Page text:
2 = Inability to flex knee, 66% blockade
3 = Inability to flex the ankle, (Complete motor block)
The patients were assessed for the degree of somnolence using the Campbell Score5:
1 = Wide awake
2 = Sedated, easily arousable
3 = Drowsy and difficult to arouse
4 = Unarousable
Temperature, Pulse, B.P., Respiratory Rate, Oxygen Saturation, E.C.G. were monitored every 15 min till completion of surgery then at 2 hours, 3 hours, 6 hours, 9 hours, 12 hours and 24 hours. Pain relieve in form of complete analgesia assessed using a standard 10 cm linear Visual Analogue Scale (0 – no pain, 10 – worst pain). Postoperative complete analgesia, define as the time from the intrathecal injection to the first perception of pain i.e. VAS >0 was recorded. Patients were also observed for side effects like nausea vomiting, pruritus, hemodynamic alterations, drowsiness, hypoxemia (SpO2 <90%) or respiratory depression (RR< 8/min). post operative rescue analgesia was provided by I.M. Diclofenac Sodium 1.5 mg/kg. Data was analyzed using statistical tests, chi-square test and student’s t test. P <0.05 was considered statistically significant and p < 0.001 as highly significant.
All female patients have no significant difference in patients’ age, weight, height and duration of surgery between two groups as shown in Table 1.
The differences on mean pulse rate, mean arterial pressure between the groups were statistically insignificant (p>0.05) intraoperatively. Postoperative increase in mean pulse rate in group F due to pain. None of the patients experienced respiratory depression, hypoxemia or sedation score >2.
All patients included in the study attained a T6 sensory level within 10 min. of intrathecal injection to allow surgery to proceed. The mean duration of pain free period was statistically highly significant (p < 0.001) in favor of Sufentanil group. Time to achieve peak sensory blockade, duration of sensory and motor blockade and duration of pain relief is shown in Table 2 in both the groups.
The patients were given injection Diclofenac sodium 1.5 mg/kg I.M. when patients complained of pain postoperatively. No patients in the two groups required additional analgesics intraoperatively. Side effects in form of nausea vomiting and hypotension seen in 6% patients in Group F compared to 3% patients in Group S as shown in Table 3. Hypotension is treated with Inj. Mephentermine 9 mg IV along with fluids.
We found that onset of sensory block was faster and time to achieve peak sensory level was lesser with Sufentanil as compared to Fentanyl but not significant. However there was highly significant difference (p < 0.001) in duration of analgesia where Sufentanil group it was 266.5 ± 114.5 and 145 ± 84.08 in Fentanyl group.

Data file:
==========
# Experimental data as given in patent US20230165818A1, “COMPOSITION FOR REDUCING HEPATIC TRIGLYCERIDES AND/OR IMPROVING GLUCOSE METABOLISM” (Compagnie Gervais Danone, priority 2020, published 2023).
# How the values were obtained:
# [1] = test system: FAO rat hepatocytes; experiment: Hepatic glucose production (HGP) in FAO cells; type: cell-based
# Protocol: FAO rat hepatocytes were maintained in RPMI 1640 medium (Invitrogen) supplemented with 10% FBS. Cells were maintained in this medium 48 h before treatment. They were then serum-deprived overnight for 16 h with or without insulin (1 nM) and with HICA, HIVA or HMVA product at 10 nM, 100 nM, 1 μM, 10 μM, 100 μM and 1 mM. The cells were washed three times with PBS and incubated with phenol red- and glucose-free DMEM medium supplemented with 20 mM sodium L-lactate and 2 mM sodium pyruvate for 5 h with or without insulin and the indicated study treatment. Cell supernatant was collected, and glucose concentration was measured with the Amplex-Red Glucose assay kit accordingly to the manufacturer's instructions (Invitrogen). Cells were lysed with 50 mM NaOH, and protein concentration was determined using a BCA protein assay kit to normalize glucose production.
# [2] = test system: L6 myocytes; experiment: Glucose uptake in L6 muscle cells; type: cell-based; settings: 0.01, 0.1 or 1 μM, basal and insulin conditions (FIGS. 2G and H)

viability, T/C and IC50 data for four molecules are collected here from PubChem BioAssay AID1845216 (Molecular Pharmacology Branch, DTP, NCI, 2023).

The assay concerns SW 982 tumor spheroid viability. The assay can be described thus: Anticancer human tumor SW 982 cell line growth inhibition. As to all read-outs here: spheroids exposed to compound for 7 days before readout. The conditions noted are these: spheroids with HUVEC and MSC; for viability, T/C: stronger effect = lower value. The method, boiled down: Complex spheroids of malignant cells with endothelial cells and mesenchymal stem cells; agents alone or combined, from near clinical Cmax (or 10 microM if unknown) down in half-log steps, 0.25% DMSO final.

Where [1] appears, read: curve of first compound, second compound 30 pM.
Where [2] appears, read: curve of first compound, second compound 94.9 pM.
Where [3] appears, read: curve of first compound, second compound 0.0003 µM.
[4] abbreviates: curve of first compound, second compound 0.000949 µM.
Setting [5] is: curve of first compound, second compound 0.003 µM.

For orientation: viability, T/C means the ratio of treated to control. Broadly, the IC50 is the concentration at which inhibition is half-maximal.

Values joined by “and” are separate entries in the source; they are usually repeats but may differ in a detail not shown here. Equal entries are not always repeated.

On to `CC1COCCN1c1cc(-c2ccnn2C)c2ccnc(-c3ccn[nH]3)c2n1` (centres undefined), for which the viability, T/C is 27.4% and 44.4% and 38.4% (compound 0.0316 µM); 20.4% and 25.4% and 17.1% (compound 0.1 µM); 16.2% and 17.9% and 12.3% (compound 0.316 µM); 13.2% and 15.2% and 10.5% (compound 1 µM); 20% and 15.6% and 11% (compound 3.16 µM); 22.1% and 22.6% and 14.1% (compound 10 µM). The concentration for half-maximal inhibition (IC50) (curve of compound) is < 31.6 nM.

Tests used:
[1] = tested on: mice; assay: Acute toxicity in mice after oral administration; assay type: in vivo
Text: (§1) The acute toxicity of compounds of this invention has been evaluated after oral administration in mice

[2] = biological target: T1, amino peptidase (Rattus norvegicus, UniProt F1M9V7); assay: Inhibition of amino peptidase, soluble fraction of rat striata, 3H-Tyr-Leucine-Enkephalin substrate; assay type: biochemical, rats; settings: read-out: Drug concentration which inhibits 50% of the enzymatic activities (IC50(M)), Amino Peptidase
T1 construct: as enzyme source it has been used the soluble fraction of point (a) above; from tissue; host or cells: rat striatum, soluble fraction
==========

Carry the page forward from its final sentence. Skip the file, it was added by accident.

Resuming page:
Intrathecally injected Fentanyl/Sufentanil travel cephalad within the CSF, enter the spinal cord, where they bind to specific opioid receptors (µ1 and µ2) within the dorsal horn and non-specific sites within the white matter and traverse the dura matter to enter the epidural space where they bind to epidural fat. This results in rapid onset, limited and brief spread. Sufentanil (Octanol/water partition coefficient 1778) is considered 10 times as potent as Fentanyl (octanol/water portion coefficient 8130 when systemically administered.
Systemic opioid potencies correlate directly with opioid lipophilicity neglecting the need to cross the blood brain barrier to gain access to the receptor site. But intrathecal drugs bypass the blood brain barrier and therefore their systemic potencies do not predict intrathecal potency, Sufentanil is nearly twice as potent as Fentanyl when administered intrathecally.
Dahlgren6 compared the effects of intrathecal Fentanyl, Sufentanil and placebo when administered with hyperbaric Bupivacaine for caesarean delivery in 80 healthy patients. He concluded that addition of small doses of Fentanyl and Sufentanil to Bupivacaine intrathecally increased the duration of analgesia in the post operative period.
Roxane Fournier et al7 compared post operative analgesic effects of intrathecal Fentanyl and Sufentanil added to normal saline 2 ml given postoperatively intrathecally after elective total hip replacement surgery under continuous spinal anesthesia in geriatric patients as soon as they had a pain score more than 3. They concluded that both the opioids provided satisfactory analgesia.
We came to the conclusion that intrathecal Sufentanil markedly prolongs the duration of postoperative analgesia as compared to Fentanyl. Both opioids are respiratory and cardiovascular stable at administered dose with minimal nausea-vomiting and hypotension.